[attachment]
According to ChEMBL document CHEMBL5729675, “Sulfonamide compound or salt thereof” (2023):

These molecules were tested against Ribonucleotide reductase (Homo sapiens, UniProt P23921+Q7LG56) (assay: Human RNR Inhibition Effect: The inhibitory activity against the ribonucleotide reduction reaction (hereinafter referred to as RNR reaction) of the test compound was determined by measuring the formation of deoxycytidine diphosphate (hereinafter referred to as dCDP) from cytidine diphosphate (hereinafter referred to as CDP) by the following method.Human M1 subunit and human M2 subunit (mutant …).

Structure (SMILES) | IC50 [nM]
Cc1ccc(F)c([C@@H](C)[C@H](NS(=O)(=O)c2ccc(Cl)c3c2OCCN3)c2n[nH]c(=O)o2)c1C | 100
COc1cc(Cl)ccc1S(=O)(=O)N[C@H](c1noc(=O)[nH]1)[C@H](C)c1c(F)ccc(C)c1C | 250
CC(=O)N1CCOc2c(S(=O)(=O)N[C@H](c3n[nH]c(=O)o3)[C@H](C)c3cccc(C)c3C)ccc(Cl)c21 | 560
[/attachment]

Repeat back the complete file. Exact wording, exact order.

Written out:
According to ChEMBL document CHEMBL5729675, “Sulfonamide compound or salt thereof” (2023):

These molecules were tested against Ribonucleotide reductase (Homo sapiens, UniProt P23921+Q7LG56) (assay: Human RNR Inhibition Effect: The inhibitory activity against the ribonucleotide reduction reaction (hereinafter referred to as RNR reaction) of the test compound was determined by measuring the formation of deoxycytidine diphosphate (hereinafter referred to as dCDP) from cytidine diphosphate (hereinafter referred to as CDP) by the following method.Human M1 subunit and human M2 subunit (mutant …).

Structure (SMILES) | IC50 [nM]
Cc1ccc(F)c([C@@H](C)[C@H](NS(=O)(=O)c2ccc(Cl)c3c2OCCN3)c2n[nH]c(=O)o2)c1C | 100
COc1cc(Cl)ccc1S(=O)(=O)N[C@H](c1noc(=O)[nH]1)[C@H](C)c1c(F)ccc(C)c1C | 250
CC(=O)N1CCOc2c(S(=O)(=O)N[C@H](c3n[nH]c(=O)o3)[C@H](C)c3cccc(C)c3C)ccc(Cl)c21 | 560